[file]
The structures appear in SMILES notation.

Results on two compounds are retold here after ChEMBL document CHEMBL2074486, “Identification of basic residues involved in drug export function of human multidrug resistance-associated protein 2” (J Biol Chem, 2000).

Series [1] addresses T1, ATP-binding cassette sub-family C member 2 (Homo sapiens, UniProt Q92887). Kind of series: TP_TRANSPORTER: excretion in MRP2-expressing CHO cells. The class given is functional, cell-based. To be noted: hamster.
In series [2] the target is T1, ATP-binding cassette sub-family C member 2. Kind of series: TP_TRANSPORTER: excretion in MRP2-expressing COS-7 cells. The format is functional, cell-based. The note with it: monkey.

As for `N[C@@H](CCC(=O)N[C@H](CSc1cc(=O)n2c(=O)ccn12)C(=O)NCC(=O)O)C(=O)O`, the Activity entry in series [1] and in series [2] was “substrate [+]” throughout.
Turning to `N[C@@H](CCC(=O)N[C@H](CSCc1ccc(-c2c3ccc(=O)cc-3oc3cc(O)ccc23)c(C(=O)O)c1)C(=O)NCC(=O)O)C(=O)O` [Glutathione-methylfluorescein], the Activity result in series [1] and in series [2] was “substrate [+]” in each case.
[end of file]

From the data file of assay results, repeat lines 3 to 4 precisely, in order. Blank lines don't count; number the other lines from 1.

Series [1] addresses T1, ATP-binding cassette sub-family C member 2 (Homo sapiens, UniProt Q92887). Kind of series: TP_TRANSPORTER: excretion in MRP2-expressing CHO cells. The class given is functional, cell-based. To be noted: hamster.
In series [2] the target is T1, ATP-binding cassette sub-family C member 2. Kind of series: TP_TRANSPORTER: excretion in MRP2-expressing COS-7 cells. The format is functional, cell-based. The note with it: monkey.